Causes and effects of noise in landscape dynamics



Geomorphology, the study of landscape form and change, is at a crossroad. Quantification of patterns on Earth's surface has revealed surprising and robust order. Transport equations rooted in physics that relate material flux of sediment to environmental drivers have been derived and are capable of simulating realistic-looking topography [Dietrich et al., 2003]. Yet despite this rapid progress and an explosion of interest in the field, scientists are unable to predict sediment transport rates in rivers to better than an order of magnitude—they can only qualitatively anticipate the response of landscapes to land use or climatic changes. In addition, some argue that the sedimentary archive of landscape evolution is dominated by randomness [Sadler and Strauss, 1990], calling into question researchers' ability to reconstruct environmental change from the rock record.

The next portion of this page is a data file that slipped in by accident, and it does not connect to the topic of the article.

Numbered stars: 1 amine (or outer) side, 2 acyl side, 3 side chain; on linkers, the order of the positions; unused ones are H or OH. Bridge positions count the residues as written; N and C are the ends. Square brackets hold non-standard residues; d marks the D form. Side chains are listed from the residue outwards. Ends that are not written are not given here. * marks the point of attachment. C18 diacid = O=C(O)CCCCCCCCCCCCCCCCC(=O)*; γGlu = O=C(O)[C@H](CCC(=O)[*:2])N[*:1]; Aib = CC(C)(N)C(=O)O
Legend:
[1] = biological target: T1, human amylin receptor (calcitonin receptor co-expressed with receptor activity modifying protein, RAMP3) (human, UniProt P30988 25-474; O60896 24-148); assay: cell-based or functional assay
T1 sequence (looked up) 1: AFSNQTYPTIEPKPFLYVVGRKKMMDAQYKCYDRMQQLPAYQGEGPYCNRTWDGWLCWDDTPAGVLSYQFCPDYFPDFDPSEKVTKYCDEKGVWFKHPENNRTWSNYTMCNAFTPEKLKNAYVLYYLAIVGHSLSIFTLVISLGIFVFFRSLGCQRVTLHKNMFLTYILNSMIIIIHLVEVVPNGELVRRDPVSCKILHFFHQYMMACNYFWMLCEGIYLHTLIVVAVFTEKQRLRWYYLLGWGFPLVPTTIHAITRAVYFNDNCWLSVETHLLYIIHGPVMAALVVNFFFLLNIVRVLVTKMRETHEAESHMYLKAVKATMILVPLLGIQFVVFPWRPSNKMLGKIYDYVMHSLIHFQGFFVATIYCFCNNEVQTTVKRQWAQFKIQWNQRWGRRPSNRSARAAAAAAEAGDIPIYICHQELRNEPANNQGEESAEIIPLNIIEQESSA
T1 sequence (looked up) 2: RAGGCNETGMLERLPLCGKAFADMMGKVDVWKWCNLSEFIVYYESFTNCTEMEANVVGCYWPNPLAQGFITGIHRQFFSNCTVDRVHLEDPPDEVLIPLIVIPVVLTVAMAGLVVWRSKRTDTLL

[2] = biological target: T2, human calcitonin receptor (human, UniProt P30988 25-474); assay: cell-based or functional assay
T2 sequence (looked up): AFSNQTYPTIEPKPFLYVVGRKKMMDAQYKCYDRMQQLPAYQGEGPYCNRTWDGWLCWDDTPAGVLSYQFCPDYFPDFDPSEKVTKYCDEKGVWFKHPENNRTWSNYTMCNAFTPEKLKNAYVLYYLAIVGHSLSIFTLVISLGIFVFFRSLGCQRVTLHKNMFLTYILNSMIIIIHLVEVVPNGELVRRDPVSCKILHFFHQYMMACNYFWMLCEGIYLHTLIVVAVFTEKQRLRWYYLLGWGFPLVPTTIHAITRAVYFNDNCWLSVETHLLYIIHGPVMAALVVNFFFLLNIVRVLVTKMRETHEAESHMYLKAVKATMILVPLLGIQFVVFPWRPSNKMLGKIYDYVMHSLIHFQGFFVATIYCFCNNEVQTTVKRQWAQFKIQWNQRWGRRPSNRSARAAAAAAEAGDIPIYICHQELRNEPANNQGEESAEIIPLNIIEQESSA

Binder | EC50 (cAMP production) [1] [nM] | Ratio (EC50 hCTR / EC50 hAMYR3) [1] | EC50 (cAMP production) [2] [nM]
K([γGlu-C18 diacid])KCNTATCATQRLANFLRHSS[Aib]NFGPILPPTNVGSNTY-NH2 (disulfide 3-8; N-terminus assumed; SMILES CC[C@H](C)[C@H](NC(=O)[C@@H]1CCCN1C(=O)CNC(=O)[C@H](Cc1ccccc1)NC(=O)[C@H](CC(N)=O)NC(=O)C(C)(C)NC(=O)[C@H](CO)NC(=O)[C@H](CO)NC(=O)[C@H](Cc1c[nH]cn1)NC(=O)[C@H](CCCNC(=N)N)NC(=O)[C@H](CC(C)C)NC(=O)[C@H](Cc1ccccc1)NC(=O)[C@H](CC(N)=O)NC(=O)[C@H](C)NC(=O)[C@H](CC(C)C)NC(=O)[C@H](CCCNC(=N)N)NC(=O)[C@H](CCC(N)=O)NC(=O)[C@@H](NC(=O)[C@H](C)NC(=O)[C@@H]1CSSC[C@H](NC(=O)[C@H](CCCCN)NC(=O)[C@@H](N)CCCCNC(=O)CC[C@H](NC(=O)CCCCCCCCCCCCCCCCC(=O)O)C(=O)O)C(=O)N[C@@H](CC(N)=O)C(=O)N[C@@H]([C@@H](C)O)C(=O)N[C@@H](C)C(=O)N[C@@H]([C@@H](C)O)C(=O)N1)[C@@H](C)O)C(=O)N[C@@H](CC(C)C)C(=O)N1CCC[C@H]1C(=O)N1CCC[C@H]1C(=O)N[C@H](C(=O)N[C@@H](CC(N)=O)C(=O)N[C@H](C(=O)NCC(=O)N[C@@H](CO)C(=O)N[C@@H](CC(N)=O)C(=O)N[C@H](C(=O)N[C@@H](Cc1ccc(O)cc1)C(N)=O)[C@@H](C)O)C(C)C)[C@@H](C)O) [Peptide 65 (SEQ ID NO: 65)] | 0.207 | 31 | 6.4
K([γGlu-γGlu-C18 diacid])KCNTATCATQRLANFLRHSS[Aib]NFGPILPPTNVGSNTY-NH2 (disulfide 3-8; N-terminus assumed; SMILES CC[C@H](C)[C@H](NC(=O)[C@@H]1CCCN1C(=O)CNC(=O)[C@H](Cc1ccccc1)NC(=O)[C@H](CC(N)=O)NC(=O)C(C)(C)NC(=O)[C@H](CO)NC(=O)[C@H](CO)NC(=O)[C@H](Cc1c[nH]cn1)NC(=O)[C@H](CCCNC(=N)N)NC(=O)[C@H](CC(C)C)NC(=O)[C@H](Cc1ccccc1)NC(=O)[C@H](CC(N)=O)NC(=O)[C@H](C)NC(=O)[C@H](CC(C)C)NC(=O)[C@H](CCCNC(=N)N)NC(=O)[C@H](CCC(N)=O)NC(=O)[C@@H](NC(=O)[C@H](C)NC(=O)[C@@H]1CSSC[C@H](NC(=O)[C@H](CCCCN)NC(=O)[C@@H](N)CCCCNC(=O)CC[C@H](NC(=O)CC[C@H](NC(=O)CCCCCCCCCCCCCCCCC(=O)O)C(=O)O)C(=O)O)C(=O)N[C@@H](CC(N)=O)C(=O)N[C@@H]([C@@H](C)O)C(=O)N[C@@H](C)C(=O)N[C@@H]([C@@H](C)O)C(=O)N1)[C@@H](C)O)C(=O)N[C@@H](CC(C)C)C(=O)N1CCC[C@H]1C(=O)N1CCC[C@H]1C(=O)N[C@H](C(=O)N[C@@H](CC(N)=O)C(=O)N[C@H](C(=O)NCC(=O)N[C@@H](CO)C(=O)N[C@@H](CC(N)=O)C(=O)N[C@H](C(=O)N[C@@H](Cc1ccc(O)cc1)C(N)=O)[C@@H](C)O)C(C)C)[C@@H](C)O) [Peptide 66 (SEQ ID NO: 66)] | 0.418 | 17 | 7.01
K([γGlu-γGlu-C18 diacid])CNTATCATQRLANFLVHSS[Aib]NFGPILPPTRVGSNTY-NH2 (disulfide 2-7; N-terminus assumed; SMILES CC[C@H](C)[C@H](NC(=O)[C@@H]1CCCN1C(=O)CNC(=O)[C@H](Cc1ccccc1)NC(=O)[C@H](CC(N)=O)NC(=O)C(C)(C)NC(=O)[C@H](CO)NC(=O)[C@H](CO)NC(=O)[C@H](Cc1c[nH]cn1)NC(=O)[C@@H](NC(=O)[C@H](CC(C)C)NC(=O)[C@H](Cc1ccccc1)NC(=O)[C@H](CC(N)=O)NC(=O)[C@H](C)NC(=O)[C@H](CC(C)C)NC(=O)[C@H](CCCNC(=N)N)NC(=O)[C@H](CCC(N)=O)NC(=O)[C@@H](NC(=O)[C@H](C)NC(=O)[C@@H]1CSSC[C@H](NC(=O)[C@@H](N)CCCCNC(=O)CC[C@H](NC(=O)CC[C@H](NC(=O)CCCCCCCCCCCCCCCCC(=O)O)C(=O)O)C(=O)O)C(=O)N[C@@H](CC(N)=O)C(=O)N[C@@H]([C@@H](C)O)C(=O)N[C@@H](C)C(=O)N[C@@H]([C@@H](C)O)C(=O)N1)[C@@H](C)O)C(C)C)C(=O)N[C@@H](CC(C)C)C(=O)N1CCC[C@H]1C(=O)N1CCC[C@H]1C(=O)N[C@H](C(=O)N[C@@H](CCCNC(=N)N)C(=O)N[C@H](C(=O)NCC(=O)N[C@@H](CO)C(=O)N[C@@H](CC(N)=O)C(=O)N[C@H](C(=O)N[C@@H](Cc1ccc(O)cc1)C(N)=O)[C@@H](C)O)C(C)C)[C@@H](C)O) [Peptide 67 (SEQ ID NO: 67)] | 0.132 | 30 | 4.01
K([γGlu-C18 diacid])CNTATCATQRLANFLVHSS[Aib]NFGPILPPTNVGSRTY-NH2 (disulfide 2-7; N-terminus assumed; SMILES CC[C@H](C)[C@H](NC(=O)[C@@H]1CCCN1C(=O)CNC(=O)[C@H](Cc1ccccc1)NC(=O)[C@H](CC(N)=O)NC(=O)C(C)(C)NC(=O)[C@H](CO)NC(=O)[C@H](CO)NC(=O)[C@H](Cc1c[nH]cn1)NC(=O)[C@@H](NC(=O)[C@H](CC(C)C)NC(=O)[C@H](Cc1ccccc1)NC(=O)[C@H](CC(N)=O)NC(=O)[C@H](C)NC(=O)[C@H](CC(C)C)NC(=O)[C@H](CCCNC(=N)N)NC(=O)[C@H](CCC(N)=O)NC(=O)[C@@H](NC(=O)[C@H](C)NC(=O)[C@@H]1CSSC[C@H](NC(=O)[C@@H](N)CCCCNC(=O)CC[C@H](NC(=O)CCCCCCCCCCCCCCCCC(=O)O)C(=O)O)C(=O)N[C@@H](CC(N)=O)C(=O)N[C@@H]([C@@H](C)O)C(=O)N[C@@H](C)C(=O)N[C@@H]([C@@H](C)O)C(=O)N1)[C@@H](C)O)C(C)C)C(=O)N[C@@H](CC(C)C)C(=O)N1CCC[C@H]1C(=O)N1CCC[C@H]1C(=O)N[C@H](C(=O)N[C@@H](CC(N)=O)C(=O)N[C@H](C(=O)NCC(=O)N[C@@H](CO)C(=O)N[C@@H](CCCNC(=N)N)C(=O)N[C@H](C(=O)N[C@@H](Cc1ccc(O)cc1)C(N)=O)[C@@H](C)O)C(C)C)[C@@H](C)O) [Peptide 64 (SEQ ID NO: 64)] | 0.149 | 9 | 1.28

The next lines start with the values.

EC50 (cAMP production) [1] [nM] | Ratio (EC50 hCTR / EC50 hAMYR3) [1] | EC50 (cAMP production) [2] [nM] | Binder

I thank all of my mentors, graduate students, and colleagues, too numerous to mention here, for their continued enthusiasm and inspiration related to these ideas. I also thank the organizers, officers, and executive committee of the vibrant and growing Earth and Planetary Surface Processes Focus Group, for helping to build an inclusive community of landscape enthusiasts at AGU. Constructive comments from three anonymous reviewers improved the clarity and scope of the paper.